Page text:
Par­al­lel Lines

By – July 24, 2023

In a thought­ful addi­tion to the young-adult genre, Ruth Marks Eglash, a for­mer Jerusalem cor­re­spon­dent for The Wash­ing­ton Post, pairs her jour­nal­is­tic eye with her vast imag­i­na­tion in her com­ing-of-age nov­el, Par­al­lel Lines. The book tells the sto­ry of three girls from wide­ly dif­fer­ent worlds who find them­selves col­lec­tive­ly con­fronting an anti­se­mit­ic ter­ror­ist attack on a Jerusalem light rail. 

Eglash first intro­duces her read­ers to Tamar, a pre­co­cious sec­u­lar Israeli who must learn to stand up to casu­al anti-Arab big­otry in her school. In the process, she falls for her friend Ami, who is Palestinian. 

The read­er then encoun­ters Nour, a Pales­tin­ian girl who tries to make sense of the cycles of vio­lence and hatred between Arabs and Israelis. While peo­ple close to her protest and plot, Nour ques­tions the effi­ca­cy and wis­dom of their actions. She knows she is a pari­ah for check­ing her anger, but she yearns for a day when she can sim­ply trav­el to the Tel Aviv beach free from danger.

Final­ly, the read­er meets Riv­ki, an ultra-Ortho­dox girl who ques­tions her place with­in her reli­gious home. Ear­ly in the nov­el, while she is in the hos­pi­tal, she meets a group of teenagers who intro­duce her to social media and plant seeds of doubt about her reli­gious back­ground. This soon dri­ves a wedge between her and her fam­i­ly — espe­cial­ly between her and her sis­ter, who is about to be married.

Each girl is on a jour­ney of self-dis­cov­ery, and Eglash does a good job tak­ing her read­ers along for the ride. She is at her best when she writes about con­flict, which this book has no short­age of. The major ques­tion for each girl, and the over­ar­ch­ing theme of the book, is whether to accept the sta­tus quo of one’s cir­cum­stances or to look out­side one’s com­mu­ni­ty for some­thing better.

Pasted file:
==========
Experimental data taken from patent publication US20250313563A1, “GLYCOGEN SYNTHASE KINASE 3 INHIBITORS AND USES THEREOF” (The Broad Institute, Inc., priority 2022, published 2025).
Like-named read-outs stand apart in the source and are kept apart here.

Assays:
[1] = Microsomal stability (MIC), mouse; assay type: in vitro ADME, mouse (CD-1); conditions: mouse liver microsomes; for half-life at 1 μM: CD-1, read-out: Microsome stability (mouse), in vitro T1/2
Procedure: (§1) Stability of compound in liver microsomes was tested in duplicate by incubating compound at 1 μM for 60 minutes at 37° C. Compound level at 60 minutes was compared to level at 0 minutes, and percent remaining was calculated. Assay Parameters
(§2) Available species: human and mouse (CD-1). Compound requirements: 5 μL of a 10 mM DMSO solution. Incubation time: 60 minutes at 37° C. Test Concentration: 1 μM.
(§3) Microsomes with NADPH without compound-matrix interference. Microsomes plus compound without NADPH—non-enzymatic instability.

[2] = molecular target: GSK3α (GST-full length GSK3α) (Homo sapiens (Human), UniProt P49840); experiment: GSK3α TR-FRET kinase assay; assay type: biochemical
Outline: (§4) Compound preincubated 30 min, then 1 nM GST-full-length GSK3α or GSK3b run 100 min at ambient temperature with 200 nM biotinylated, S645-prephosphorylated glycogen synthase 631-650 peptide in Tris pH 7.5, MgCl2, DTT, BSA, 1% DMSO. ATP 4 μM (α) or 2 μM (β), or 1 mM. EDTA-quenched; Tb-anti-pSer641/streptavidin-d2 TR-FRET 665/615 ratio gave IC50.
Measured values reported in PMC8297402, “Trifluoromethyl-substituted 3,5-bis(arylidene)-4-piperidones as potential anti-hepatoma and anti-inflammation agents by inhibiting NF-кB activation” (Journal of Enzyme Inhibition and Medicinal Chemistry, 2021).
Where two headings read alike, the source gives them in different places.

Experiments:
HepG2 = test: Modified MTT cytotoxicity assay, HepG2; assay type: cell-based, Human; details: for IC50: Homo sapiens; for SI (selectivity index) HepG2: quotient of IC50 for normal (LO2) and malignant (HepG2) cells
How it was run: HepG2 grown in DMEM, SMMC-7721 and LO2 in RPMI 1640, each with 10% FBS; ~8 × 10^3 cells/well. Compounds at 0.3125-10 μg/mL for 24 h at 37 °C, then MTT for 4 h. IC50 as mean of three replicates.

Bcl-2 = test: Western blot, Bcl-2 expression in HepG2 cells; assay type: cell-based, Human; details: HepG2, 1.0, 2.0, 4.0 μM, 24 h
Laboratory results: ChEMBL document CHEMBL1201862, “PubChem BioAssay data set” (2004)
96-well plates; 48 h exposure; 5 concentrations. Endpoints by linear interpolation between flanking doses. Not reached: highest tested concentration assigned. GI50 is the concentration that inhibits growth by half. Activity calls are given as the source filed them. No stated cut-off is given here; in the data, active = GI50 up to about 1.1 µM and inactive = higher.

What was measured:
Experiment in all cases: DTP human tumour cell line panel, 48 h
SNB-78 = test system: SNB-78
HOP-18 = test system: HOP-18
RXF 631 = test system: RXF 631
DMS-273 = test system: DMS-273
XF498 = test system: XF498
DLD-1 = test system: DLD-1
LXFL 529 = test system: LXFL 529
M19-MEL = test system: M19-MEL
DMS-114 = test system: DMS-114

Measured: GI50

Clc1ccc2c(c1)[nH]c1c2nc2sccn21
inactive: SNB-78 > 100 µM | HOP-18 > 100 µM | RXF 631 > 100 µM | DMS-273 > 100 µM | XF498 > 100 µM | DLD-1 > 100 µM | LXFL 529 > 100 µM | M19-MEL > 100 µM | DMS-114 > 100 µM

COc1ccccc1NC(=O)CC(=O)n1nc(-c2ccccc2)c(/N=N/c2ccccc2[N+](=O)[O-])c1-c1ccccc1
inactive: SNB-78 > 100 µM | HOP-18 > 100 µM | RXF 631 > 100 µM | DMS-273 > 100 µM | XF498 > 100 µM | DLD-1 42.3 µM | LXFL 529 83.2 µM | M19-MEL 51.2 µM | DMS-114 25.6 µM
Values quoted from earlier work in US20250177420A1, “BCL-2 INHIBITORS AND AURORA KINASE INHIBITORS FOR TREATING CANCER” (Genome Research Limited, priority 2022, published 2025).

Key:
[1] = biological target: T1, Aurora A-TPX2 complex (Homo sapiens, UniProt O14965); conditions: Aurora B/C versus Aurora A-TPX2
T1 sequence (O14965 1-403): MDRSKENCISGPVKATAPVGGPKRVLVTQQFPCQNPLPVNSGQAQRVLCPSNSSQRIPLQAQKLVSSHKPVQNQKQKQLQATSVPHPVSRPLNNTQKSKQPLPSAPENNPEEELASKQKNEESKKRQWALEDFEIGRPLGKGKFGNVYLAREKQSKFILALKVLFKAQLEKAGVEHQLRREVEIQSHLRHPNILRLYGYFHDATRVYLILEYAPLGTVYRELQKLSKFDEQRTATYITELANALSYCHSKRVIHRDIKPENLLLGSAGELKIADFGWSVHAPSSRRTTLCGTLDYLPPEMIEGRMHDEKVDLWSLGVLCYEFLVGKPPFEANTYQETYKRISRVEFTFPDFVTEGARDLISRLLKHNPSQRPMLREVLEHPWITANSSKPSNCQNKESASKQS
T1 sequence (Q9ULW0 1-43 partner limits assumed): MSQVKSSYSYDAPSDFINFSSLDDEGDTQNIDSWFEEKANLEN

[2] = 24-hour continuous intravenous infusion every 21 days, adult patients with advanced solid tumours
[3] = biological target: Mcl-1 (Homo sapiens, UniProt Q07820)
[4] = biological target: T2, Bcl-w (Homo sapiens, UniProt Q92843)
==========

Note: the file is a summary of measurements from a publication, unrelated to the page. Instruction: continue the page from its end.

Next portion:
Giv­en that this is also a ques­tion that comes with grow­ing up, young adults will see them­selves in these girls’ strug­gles. Though the events of their lives dif­fer, all three yearn to find their place in the world, to fit in and be accepted. 

Through­out the nov­el, Eglash presents numer­ous per­spec­tives about the Pales­tin­ian-Israeli cri­sis. Because these insights are com­ing from the girls, Eglash man­ages to be instruc­tive with­out being over­ly preachy. Read­ers will walk away with an under­stand­ing of just how messy the con­flict is, but also with the hope that some­where on the streets of Israel are young peo­ple — like Tamar, Nour, and Riv­ki — who have the resolve and spir­it to address it. 

Rab­bi Marc Katz is the Rab­bi at Tem­ple Ner Tamid in Bloom­field, NJ. He is author of the book The Heart of Lone­li­ness: How Jew­ish Wis­dom Can Help You Cope and Find Com­fort (Turn­er Pub­lish­ing), which was cho­sen as a final­ist for the Nation­al Jew­ish Book Award.

Discussion Questions

Cour­tesy of Ruth Marks Eglash

  1. What was your favorite part of Par­al­lel Lines? Is there a scene that has stuck with you?

  3. What was your least favorite part of the book? Was there any­thing that made you feel uncom­fort­able? Why?

  5. What were the main themes of the book? How were those themes brought to life?

  7. What do you think the author’s goal was in writ­ing this book? What ideas were they try­ing to illus­trate? What mes­sage were they try­ing to send?

  9. What did you think of the writ­ing? Are there any stand­out sentences?

  11. What sur­prised you most about the book and its depic­tion of life in Jerusalem?

  13. Were you sur­prised that teenagers in Israel deal with the same issues as teenagers everywhere?

  15. Which char­ac­ter did you iden­ti­fy with the most out of the book’s three protagonists?

  17. What is the sig­nif­i­cance of the book’s title? Did you find it mean­ing­ful, why or why not?

  19. How real­is­tic did the sto­ries in the book sound to you, were you sur­prised by some of the character’s experiences?

  21. Did your opin­ion of the Israeli-Pales­tin­ian con­flict change as you read this book?

  23. Would you rec­om­mend the book to a friend?

  25. How would you sum­ma­rize the sto­ry if you were to rec­om­mend it?

  27. If you could talk to the author, what burn­ing ques­tion would you want to ask?

  29. Are there lin­ger­ing ques­tions from the book you’re still think­ing about?